Millenials

Dr. Jennifer H. Selke is an Educational Psychologist from U.C. Berkeley specializing in managing the Millennial workforce, improving employee retention and fostering job satisfaction. At SXSW, she delivered a talk entitled, “Millennials as Supervisors – Strategies for Success.” By 2020, 46% of the workforce will be in the millennial generation – many have been protected from failure, are comfortable challenging authority and the status quo and are now bringing these values into leadership and management roles.

We sat in on Dr. Selke’s presentation to see how we can best tap into their strengths and understand what types of training and mentorship this generation of leaders needs to be more productive and engaged in their work.

Selke notes that more than 25% of millennials expect to have six or more employers in their career, and offered several strategies on how to succeed whether you are a millennial managing others or an older generation managing millenials.

In what seems like a backward strategy, she recommends “managing them to leave,” regularly talking to them about what they want to do next, which helps them stay engaged with what they do at work.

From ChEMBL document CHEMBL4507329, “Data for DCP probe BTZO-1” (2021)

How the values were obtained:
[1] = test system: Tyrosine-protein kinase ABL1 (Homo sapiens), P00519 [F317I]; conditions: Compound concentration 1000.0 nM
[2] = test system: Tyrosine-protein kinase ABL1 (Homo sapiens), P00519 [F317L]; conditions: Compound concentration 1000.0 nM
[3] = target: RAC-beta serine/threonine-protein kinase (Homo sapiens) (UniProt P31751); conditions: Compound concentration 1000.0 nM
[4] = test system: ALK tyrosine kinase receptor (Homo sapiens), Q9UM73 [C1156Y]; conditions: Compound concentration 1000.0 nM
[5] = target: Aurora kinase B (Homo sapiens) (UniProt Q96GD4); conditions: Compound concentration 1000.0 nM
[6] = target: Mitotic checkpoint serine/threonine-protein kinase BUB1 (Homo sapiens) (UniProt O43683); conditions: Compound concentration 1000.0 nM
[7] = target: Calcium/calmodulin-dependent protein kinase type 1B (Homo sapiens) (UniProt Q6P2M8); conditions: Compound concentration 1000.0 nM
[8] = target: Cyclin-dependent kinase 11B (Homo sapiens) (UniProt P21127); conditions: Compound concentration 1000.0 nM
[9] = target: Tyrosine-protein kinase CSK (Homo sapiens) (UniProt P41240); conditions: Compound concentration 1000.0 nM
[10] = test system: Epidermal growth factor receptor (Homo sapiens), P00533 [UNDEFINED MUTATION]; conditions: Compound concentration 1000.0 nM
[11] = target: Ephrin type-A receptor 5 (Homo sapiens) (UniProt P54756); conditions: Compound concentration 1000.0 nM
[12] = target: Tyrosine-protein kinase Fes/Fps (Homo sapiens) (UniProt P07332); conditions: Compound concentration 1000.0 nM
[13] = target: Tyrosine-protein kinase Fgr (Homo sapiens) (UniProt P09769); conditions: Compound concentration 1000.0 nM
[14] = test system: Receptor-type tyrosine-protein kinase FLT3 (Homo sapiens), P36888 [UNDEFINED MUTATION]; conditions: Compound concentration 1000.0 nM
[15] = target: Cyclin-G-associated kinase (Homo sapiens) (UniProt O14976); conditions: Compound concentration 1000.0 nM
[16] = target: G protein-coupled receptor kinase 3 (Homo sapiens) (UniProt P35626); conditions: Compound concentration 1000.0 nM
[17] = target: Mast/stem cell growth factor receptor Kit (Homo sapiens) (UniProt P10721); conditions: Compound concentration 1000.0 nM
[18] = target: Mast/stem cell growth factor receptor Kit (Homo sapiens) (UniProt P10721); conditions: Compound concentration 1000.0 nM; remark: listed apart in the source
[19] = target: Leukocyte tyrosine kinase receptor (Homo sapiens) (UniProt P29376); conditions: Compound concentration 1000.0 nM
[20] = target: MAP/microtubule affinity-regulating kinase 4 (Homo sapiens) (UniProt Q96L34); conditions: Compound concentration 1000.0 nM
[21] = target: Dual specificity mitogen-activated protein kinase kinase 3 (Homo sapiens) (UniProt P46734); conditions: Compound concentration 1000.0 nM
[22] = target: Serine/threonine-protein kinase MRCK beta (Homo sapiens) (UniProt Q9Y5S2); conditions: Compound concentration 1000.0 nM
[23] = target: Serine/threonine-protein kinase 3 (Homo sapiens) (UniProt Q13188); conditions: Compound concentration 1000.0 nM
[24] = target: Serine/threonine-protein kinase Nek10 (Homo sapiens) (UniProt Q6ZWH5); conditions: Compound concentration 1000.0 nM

Here are a few strategies she covered:

  1. Be “learner centric” – As milliennials are education-oriented, desire feedback and want to grow, individualize training to their needs, including life skills training that goes beyond specific job skills
  2. Apply strength-based management – People who use their strengths every day are six times more likely to be engaged on the job. Teams that focus on their strengths are 12.5% more productive. Try using tools like the Gallup Strengthsfinder to identify employee strengths and help them focus on them to maximize their potential. Make sure people are happy because they’re doing what they love.
  3. Find a coach or mentor at work – 35% of millennials report wanting to communicate with their boss several times a day, 10% in person. That can add up for a manager with many direct reports. Adding a coach can alleviate the time impact on a supervisor and give a millennial the attention they desire for deeper feedback.
  4. Set communication boundaries – Discuss when it is appropriate to email, IM, text and call. As millennials are so tech-connected, it’s important to help them understand what works best – and when – in the business world.
  5. “Work” after hours – Allowing for time to socialize with millennial employees outside of work creates better engagement.